Societies with histories of trauma and violence and protracted periods of conflict face unique and massive challenges owing to the lasting damage and emotional wounds that comes with war and its aftermaths. In these countries what me might call “the politics of reconciliation” never really ends. What is even more worrisome are contexts in which the politics of reconciliation are suppressed or otherwise not allowed to begin.
This is a common pattern, however. In many countries true efforts at reconciliation are put off for decades. The wounds are sometimes forgotten, but they never really heal. In these countries, of which Vietnam is one example, reconciliation is painful topic that is rarely addressed head on. This owes, in part, to contemporary leaders’ need to maintain their prevailing “winning” account of history and in part the features of political systems that reward “strong” unapologetic winning narratives and punish or discourage magnanimity.
To their credit, many of Vietnam’s recent leaders at various levels of governance have made genuine efforts at reconciliation, whether through gradually relaxing discrimination against families based on their political histories or through efforts to welcome “patriotic” Vietnamese back home in the interest of contributing to Vietnam’s national development and prosperity. Such gestures are encouraging and should be further encouraged.
In my own admittedly limited experiences, the most promising and interesting efforts at reconciliation are those I have observed at the bottom up, at the “grassroots” — whether through small but significant gestures of local officials and citizens in Vietnamese localities or through various civil society gatherings within and especially outside of Vietnam focused on reconciliation themes.
In 1999 I experienced this sort of “small scale” reconciliation in the rural districts of Quang Nam. In 2014, in Paris, I experienced it in another form, in a meeting on reconciliation of Vietnamese citizens of Vietnam and France. In both instances, people with histories of pain and division came together to share their perspectives on their different and common concerns. There was not winning or losing side, only a Vietnamese side in search for a better future.
Perhaps owing to the persistence of tensions, reconciliation in Vietnam to this day is rarely discussed in a bold or imaginative way. I remember my sense of disappointment five years ago, when acting Prime Minister Nguyen Tan Dung — a political figure with no shortage of problems but also with rare eloquence — delivered a speech that hinted but mostly failed at dramatically pushing forward the reconciliation agenda. In the current context, my sense is that most Vietnamese still yearn for the day when true reconciliation can occur, but are not expecting it any time soon.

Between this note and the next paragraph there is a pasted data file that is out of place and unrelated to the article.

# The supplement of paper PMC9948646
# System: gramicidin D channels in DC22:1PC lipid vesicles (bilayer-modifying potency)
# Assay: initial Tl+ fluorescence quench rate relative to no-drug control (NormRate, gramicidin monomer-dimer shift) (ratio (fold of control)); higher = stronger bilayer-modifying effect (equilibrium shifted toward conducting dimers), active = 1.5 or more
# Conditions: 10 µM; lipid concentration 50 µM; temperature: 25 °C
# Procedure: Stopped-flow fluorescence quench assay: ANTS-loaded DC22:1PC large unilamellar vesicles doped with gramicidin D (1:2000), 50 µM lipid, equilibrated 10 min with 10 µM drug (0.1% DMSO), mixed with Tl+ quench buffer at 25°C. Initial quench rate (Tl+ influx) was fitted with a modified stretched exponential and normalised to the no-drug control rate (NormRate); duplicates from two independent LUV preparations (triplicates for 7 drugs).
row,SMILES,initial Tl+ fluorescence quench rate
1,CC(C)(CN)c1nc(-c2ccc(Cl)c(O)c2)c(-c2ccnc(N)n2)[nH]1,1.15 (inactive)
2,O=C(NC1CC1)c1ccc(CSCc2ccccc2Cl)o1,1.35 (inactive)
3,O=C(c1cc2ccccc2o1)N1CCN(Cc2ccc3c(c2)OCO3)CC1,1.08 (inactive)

Whether “true reconciliation” can be defined is doubtful. But ultimately it would appear to entail a spirit of inclusiveness and a pluralist framework that the current political moment appears still deeply resistant to granting. As a foreigner it is not my role to “tell Vietnam” what to do with its political system.
But as an observer of Vietnam and of instances of efforts at overcoming traumas in other context it seems reconciliation requires a combination of elements still somewhat underdeveloped in Vietnam, including the development of new perspectives on the past, persistent efforts at the grassroots, and magnanimous political leaders with the both political capital and political courage needed to break with the past and to move the political establishment in a new direction.
Today, Vietnam is facing development challenges that are both exciting and formidable. And it is facing grave threats to its national security and sovereignty. Vietnam’s ecological crisis is a further challenge that must be addressed urgently and decisively.
In this context, there is no doubt that Vietnam stands to benefit from re-energized efforts at reconciliation. Whether generations that currently hold power and influence in Vietnam and members of Vietnam’s patriotic diaspora can muster the vision and courage and imagination that is required to move forward on reconciliation is another matter. For the time being it would seem that small scale acts of reconciliation by enterprising Vietnamese citizens at home and abroad will remain the focus of efforts at reconciliation until such time as genuine institutional reforms can open the space and instil the confidence that a broader and deeper process of reconciliation in Vietnam would appear to require.
Vietnam’s development today suggests the country will continue to grow economically. Vietnam’s performance in battling Covid-19 suggest the country, its state, and society, is capable of addressing large scale threats. No doubt efforts at reconciliation represent a different but not less challenging undertaking. My own belief is that, looking beyond the covid pandemic, the quality, pace, and scope of Vietnam’s development can be enhanced by bringing the full capabilities of all Vietnamese people to bear on the country’s development. If reconciliation can facilitate movement in this direction it should be embraced with new energy. It is likely no great exaggeration to state that Vietnam’s independence, security, civility, and prosperity are all at stake.